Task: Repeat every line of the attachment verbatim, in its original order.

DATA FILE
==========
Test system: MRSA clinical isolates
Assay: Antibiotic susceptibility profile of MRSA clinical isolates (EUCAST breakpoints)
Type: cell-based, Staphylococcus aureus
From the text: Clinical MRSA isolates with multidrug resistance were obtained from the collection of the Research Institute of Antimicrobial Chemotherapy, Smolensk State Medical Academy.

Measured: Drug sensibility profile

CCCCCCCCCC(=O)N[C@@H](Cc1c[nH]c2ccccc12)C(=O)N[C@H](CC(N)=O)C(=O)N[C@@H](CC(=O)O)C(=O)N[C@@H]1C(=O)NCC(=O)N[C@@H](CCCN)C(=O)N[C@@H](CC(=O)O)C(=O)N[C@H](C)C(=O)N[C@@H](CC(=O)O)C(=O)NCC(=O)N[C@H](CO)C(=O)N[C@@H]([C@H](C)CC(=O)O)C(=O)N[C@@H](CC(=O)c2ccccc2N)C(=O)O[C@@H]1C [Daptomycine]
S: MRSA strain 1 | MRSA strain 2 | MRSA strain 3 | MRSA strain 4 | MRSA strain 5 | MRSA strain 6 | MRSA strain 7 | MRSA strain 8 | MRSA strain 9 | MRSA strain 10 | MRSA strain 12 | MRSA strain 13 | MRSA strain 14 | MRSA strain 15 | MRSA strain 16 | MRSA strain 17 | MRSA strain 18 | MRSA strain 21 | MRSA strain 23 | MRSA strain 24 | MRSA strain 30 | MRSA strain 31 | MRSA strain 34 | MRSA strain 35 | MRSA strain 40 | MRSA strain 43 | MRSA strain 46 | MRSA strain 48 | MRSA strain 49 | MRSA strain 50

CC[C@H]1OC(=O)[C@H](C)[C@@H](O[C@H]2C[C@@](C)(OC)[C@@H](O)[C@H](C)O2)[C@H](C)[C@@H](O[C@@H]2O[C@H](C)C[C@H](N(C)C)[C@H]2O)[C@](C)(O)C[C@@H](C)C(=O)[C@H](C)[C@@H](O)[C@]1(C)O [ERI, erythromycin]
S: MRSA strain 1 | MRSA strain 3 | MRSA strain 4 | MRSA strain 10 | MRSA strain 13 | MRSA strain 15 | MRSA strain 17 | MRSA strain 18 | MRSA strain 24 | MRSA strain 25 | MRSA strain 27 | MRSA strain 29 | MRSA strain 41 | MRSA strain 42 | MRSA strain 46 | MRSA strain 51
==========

Test system: MRSA clinical isolates
Assay: Antibiotic susceptibility profile of MRSA clinical isolates (EUCAST breakpoints)
Type: cell-based, Staphylococcus aureus
From the text: Clinical MRSA isolates with multidrug resistance were obtained from the collection of the Research Institute of Antimicrobial Chemotherapy, Smolensk State Medical Academy.

Measured: Drug sensibility profile

CCCCCCCCCC(=O)N[C@@H](Cc1c[nH]c2ccccc12)C(=O)N[C@H](CC(N)=O)C(=O)N[C@@H](CC(=O)O)C(=O)N[C@@H]1C(=O)NCC(=O)N[C@@H](CCCN)C(=O)N[C@@H](CC(=O)O)C(=O)N[C@H](C)C(=O)N[C@@H](CC(=O)O)C(=O)NCC(=O)N[C@H](CO)C(=O)N[C@@H]([C@H](C)CC(=O)O)C(=O)N[C@@H](CC(=O)c2ccccc2N)C(=O)O[C@@H]1C [Daptomycine]
S: MRSA strain 1 | MRSA strain 2 | MRSA strain 3 | MRSA strain 4 | MRSA strain 5 | MRSA strain 6 | MRSA strain 7 | MRSA strain 8 | MRSA strain 9 | MRSA strain 10 | MRSA strain 12 | MRSA strain 13 | MRSA strain 14 | MRSA strain 15 | MRSA strain 16 | MRSA strain 17 | MRSA strain 18 | MRSA strain 21 | MRSA strain 23 | MRSA strain 24 | MRSA strain 30 | MRSA strain 31 | MRSA strain 34 | MRSA strain 35 | MRSA strain 40 | MRSA strain 43 | MRSA strain 46 | MRSA strain 48 | MRSA strain 49 | MRSA strain 50

CC[C@H]1OC(=O)[C@H](C)[C@@H](O[C@H]2C[C@@](C)(OC)[C@@H](O)[C@H](C)O2)[C@H](C)[C@@H](O[C@@H]2O[C@H](C)C[C@H](N(C)C)[C@H]2O)[C@](C)(O)C[C@@H](C)C(=O)[C@H](C)[C@@H](O)[C@]1(C)O [ERI, erythromycin]
S: MRSA strain 1 | MRSA strain 3 | MRSA strain 4 | MRSA strain 10 | MRSA strain 13 | MRSA strain 15 | MRSA strain 17 | MRSA strain 18 | MRSA strain 24 | MRSA strain 25 | MRSA strain 27 | MRSA strain 29 | MRSA strain 41 | MRSA strain 42 | MRSA strain 46 | MRSA strain 51